This magic happens because they are a “communications platform” and not, for example, a media company or communications infrastructure provider.  The fact that they are a “platform” rather than a “provider” means they are not regulated by the FCC.  The fact that they are a platform likewise means that they don’t have the same obligations (for example w/r/t newsworthiness of what they put on that platform) compared to, say, a television station or newspaper.  They can pretty much do whatever.    If we as a society don’t want this, we need a framework for them to fit into.  We have them already; it’s just that Twitter isn’t voluntarily getting into one of those boxes and we as a society aren’t forcing the issue.

From the article:

Twitter responded with a pledge to review its policy while noting that “newsworthiness” and public interest must be considered in deciding whether to take down a tweet. Grygiel said it is problematic that the president is using a private entity to issue important statements on policy. “There are communications risks with the president’s reliance on a public communications company,” she said, noting that Twitter has a right to ban Trump at any time.

See?  Voluntary.  They consider themselves the arbiter of both what measures are appropriate as well as their own obligations about what is newsworthy or in the public interest.  Should it be this way?  That’s a different question.  For example, the USA Patriot Act defines “critical infrastructure” as:

…systems and assets, whether physical or virtual, so vital to the United States that the incapacity or destruction of such systems and assets would have a debilitating impact on security, national economic security, national public health or safety, or any combination of those matters.

It sounds to me like the root argument here is that Twitter falls under the definition of critical infrastructure.  I would argue that if Grygiel is accurate in her assessment about this being a vehicle for policy, it is arguable that it is.  If that policy could have economic or geopolitical implications, it becomes a lot clearer.  If tweets can impact stock prices (and we know they do), it likewise becomes a whole lot less “shades of grey”-ish.  At a minimum, I would argue that current usage of Twitter – not just by Trump but by politico’s more generally, fits the definition.  Twitter is now, by virtue of how it’s used, “critical infrastructure”.  I may not love that, but it’s the practical reality.  Arguing otherwise misses the intent of this in the first place.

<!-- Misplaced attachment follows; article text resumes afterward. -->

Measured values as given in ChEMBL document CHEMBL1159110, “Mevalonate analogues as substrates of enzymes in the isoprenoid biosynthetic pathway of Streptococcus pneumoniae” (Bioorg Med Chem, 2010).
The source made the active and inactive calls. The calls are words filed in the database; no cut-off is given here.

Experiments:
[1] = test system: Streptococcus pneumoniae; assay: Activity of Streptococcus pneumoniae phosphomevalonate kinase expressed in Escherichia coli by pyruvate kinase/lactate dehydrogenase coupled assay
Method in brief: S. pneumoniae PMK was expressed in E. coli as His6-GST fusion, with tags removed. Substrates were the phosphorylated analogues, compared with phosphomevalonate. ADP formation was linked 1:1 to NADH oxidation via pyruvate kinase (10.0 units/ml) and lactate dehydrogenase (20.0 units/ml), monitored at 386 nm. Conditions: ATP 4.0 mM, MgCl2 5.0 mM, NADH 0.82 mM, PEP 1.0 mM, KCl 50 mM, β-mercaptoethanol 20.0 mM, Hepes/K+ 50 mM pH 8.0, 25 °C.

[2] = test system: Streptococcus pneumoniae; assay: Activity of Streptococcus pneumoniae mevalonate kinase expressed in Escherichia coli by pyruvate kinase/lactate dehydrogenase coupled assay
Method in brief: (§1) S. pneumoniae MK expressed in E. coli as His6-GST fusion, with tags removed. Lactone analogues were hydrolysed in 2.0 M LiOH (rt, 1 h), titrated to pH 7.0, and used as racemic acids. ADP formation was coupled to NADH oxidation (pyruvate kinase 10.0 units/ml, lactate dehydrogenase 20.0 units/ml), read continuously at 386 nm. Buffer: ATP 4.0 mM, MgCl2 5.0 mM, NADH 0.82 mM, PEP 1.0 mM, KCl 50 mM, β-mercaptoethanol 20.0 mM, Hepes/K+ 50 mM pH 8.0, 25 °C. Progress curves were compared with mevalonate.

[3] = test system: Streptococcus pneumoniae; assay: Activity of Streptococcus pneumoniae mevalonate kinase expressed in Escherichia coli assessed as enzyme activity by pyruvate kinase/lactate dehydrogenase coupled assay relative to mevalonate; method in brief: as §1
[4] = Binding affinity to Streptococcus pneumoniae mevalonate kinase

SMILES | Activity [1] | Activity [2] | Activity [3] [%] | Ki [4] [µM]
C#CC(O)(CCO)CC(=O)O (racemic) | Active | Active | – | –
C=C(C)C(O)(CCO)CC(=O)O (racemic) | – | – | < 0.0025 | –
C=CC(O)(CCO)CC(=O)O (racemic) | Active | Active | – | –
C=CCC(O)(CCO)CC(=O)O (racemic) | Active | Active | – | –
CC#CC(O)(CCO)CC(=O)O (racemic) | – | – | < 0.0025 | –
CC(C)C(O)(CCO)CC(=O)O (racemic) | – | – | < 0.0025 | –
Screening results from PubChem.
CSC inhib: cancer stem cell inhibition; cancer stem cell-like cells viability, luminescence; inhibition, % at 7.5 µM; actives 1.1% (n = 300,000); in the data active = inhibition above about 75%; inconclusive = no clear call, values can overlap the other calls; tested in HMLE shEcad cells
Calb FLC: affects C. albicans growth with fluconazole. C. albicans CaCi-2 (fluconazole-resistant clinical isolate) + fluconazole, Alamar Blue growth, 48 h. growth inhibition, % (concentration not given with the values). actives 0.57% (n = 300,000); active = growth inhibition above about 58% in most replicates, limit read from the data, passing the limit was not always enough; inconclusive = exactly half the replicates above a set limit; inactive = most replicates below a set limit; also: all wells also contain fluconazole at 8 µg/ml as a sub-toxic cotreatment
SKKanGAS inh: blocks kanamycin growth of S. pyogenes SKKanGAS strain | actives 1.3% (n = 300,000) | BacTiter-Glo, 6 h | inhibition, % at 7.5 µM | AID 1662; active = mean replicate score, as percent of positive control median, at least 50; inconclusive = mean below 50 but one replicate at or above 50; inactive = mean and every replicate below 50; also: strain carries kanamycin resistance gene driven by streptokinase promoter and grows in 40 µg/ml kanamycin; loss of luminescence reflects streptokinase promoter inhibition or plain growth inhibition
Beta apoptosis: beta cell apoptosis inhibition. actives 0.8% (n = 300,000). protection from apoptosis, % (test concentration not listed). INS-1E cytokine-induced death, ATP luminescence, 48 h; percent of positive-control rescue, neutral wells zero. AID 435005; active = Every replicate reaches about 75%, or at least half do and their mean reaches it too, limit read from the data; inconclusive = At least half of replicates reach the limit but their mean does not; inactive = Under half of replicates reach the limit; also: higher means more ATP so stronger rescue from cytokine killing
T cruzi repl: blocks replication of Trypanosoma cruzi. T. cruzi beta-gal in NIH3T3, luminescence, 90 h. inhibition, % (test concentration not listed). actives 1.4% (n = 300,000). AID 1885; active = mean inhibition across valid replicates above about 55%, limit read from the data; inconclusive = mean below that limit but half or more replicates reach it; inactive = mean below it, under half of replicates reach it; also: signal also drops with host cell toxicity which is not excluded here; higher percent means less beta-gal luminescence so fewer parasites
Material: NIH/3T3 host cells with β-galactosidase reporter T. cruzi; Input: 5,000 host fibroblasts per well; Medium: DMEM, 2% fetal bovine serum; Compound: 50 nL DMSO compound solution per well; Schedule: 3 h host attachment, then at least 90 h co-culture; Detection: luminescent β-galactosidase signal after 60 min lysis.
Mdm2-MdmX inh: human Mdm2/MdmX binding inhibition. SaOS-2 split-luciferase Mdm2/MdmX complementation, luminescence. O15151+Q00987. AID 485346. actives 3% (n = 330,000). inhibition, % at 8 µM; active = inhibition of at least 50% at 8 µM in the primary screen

It seems to me clear that Twitter doesn’t see it this way.  At least not yet.  If Twitter were CI, it would fall under the umbrella of “Information and Telecommunications”, right?  Or under “communications” per the NIPP?  I think so.  One can extrapolate the type of companies that self-identify as being in those groups based on their participation in the IT-ISAC.  The members list is here. Twitter (or any other social media company) isn’t on it.  As a starting point, I would encourage you to read the DHS pages about both communications and information technology sector-specific planning.

In the meantime though, if we as a society feel like Twitter has an obligation as a critical infrastructure provider, seems like someone should tell them about it.  If we feel like they should do something specific about security (like have a reasonable amount of it), we need a regulatory instrument to cause this to occur.  If not, we shouldn’t be surprised when an intern can delete people’s accounts, post spurious tweets on their behalf, or really do just about anything else.